# Lesson Quadratic Equations You Cannot Factor

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This Lesson (Quadratic Equations You Cannot Factor) was created by by oberobic(2304)  : View Source, Show

Problem: We are given the following equation to solve for x:
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Solution: Start by getting the equation into standard form:
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In this case, subtract 2x from both sides.
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We can look for integer multiplicative factors of -9 that would leave us with -2 when added or subtracted.
9 = 1*9
9-1 = 8
-9+1 = -8
9 = 3*3
9-3 = 6
-9+3=-6
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So, we cannot simply factor this equation to solve it.
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At this point, looking at the graph is helpful.
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We can see there are two roots (zeroes) of x.
So, our choices are to complete the square or to use the quadratic equation.
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Completing the Square
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Isolate the 'c-term' on the right-hand side of the equation.
To do this, add 9 to both sides.

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Divide the x-term's coefficient ('b') in half.
-2/2 = -1
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Square this number and add to both sides of the equation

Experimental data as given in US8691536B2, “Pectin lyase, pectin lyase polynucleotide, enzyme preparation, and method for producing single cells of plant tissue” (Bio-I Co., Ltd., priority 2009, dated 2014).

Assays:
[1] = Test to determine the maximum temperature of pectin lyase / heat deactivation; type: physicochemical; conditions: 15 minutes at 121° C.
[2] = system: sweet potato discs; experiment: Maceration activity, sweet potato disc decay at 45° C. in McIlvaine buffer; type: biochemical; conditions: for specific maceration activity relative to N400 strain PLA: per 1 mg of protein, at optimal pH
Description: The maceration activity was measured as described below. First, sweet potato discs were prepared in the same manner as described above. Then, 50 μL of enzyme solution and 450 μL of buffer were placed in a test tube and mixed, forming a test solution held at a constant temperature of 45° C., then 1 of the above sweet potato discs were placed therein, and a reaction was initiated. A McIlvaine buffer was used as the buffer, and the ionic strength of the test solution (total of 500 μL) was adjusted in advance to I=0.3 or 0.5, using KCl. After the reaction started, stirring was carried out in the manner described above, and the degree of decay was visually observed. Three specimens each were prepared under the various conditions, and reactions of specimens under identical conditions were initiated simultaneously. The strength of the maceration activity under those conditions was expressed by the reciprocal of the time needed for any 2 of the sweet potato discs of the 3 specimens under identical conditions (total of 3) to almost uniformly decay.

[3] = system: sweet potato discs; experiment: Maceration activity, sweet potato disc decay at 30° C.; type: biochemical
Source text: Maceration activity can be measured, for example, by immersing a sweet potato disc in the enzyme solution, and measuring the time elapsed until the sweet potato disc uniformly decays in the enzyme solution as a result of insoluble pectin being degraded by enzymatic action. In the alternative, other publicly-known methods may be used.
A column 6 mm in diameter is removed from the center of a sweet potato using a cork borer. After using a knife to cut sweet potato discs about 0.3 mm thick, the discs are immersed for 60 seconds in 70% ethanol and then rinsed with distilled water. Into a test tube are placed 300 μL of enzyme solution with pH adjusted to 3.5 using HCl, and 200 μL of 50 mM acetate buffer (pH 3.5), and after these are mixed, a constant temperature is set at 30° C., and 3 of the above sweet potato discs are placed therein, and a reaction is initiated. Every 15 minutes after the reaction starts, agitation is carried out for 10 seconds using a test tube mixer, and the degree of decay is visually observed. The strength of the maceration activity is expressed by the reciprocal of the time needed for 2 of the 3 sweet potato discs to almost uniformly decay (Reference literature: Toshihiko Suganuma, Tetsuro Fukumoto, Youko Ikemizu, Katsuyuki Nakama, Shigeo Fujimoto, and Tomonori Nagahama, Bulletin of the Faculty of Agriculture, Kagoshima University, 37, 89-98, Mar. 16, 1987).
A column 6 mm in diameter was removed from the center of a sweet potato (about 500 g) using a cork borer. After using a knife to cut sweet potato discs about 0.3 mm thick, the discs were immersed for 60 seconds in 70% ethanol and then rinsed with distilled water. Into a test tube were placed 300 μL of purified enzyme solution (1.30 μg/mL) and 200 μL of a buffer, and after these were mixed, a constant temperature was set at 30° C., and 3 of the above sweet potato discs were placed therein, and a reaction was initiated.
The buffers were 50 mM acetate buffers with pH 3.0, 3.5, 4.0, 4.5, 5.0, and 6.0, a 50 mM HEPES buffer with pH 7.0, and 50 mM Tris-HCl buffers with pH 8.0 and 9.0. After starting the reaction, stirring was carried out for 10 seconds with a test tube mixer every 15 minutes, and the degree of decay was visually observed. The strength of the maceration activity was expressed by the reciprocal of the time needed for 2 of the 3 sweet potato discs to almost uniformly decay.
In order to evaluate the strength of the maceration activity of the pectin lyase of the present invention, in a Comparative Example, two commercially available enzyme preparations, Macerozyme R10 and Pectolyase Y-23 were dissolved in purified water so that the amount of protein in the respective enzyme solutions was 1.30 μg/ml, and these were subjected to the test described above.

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Now define the squared term to be solved using the half-value of the x-term.
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Since the left-hand side is squared now, the solution is the square root of the right-hand side.
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Using a calculator you can find the sqrt of 10.
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Remember the sqrt term has both plus or minus values.
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Substitute the plus or minus values and solve to find the two zeroes (roots) for 'x'.
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Add 1 to both sides.

This defines the point: (-2.16227766016838, 0).
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Add 1 to both sides.

This defines the point: (4.16227766016838, 0).
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Looking back at the graph, you can see the parabola crosses the x-axis at these points.
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